The next stage after the engagement is the wedding. First of all, the people around should be invited to the wedding. Another custom that is fading nowadays is distributing “recited” food or gifts to the people in the village. (The Koran is recited as the gifts or food to be distributed are prepared, hence the name.) In one sense, a wedding invitation can even be “recited”. One individual is charged with distributing the ‘recited’ gifts to the village. These can be a piece of cloth, a handkerchief, a hand-painted kerchief, or food such as sugar and pastries. As these are distributed the guests are also invited to the wedding.

Although fairy tales mention wedding ceremonies lasting forty days and forty nights, they generally last for three days in Anatolia. Currently, two-day ceremonies held on the weekends are preferred for economic and social purpose.

The wedding ceremony, the basis of marriage, consists of two main parts:

a. Henna night

b. Receiving the bride

The ceremony held one day before the wedding in the home of bride and groom is called the henna night. It generally takes place at the girl’s home and among the women, although either side can elect to host it.

A flag is planted on the roof of the man’s home at an early hour on the day henna night will be held. This is done by a specially chosen standard-bearer in the company of a large crowd, who celebrate the occasion amid great festivities. In some places, a meal called flag bread is handed out to the crowd. Flag-planting means the wedding has officially started.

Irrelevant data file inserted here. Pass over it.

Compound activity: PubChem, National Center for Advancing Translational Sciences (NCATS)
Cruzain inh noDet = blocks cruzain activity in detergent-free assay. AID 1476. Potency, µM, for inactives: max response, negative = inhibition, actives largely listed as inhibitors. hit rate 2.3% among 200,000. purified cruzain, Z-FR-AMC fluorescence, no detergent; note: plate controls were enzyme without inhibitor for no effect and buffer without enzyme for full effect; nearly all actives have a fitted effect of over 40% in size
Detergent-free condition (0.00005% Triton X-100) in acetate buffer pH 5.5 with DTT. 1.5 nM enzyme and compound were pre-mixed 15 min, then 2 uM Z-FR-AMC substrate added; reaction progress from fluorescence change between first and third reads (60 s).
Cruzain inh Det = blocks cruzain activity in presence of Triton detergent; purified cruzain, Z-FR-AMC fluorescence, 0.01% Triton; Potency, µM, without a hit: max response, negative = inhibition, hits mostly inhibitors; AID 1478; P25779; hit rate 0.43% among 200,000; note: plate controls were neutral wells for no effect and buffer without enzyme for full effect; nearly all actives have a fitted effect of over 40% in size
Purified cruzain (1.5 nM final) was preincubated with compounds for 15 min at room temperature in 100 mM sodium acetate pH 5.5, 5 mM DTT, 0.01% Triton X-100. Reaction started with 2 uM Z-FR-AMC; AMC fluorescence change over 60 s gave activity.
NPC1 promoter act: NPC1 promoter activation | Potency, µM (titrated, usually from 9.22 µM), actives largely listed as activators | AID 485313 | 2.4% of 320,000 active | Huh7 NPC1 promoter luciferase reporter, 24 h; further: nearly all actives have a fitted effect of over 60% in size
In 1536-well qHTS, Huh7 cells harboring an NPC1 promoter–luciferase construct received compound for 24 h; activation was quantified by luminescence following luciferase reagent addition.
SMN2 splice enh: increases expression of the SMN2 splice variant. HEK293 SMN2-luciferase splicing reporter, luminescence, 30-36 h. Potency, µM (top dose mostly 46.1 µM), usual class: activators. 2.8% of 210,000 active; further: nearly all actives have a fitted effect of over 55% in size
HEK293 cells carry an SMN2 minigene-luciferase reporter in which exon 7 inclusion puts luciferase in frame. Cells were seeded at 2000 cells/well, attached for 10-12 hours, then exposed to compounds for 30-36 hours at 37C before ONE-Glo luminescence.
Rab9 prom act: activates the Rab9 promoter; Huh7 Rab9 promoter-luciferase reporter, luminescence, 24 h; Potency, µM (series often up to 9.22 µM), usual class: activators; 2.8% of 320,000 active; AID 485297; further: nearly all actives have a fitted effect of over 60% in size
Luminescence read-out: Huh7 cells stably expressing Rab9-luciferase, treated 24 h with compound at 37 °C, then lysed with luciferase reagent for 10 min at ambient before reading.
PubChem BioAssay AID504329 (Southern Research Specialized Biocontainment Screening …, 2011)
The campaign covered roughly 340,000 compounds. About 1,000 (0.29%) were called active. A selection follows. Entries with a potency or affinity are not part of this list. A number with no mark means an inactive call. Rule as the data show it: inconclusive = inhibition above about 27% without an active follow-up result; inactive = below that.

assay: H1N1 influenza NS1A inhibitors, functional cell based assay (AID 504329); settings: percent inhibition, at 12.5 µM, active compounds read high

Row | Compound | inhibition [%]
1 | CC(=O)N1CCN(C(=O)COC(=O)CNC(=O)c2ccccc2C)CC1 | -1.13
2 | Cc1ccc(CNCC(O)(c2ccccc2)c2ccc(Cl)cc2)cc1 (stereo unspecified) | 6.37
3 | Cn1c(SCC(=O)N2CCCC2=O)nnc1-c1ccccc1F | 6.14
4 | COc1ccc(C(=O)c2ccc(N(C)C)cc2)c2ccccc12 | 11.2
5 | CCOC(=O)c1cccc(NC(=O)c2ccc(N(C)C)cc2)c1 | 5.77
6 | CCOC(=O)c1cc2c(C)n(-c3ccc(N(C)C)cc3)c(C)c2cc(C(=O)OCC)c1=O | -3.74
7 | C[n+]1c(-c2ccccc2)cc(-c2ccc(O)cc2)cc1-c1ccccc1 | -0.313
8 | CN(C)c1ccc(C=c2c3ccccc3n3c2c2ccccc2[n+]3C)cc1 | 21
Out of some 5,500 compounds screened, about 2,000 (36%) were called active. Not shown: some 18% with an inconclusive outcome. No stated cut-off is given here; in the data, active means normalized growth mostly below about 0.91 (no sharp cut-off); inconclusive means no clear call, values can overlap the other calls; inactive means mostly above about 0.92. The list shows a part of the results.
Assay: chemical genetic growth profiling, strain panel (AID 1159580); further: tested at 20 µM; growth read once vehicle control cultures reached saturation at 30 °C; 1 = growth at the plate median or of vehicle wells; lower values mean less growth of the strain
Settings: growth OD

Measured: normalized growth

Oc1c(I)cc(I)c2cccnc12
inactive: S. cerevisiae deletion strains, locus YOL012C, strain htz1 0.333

On the day of henna night is to be held, or a few days earlier, the trousseau is taken from the girl’s home and brought to the man’s, and the bridal chamber is prepared. The trousseau is sometimes exhibited to the guests for a few days in the girl’s home before the wedding, and in the man’s home during and after it. It is a widespread tradition that someone sits on the trousseau chest, asking for a tip as it is taken from the girl’s home. In addition, in the early hours of the day the henna night is to be held, a group of women from the bridegroom’s family take the henna that will be placed on the bride’s hands and feet, her clothes and the food that will be offered to the guests to the girl’s home, again to the accompaniment of great festivities. The women who gather in the girl’s home on the henna night have fun for a while, but later try to make her cry by singing sad songs. Henna that has earlier kneaded with water is brought in on a tray surrounded by candles and placed in the middle of the room. In some places, the henna is first put on the hands of the bride and then distributed to the guests; the other areas the henna is first distributed to the guests, and only after everybody has left it is placed on the bride’s hands. If the woman so wishes, henna can also be placed on her feet apply to the hair. Considerable attention is paid to charging a woman with a happy marriage, called the “başı bütün” (meaning “whose head is complete”, In a sense, this describes her as someone who has a complete family with husband and children and whose marriage is whole, not separated by divorce) to knead and distribute the henna and apply it to the girl’s hand. The woman places the henna on one of the bride’s hands, and a young girl places it on the other. Before the henna is applied, coins or gold are also placed in her hands.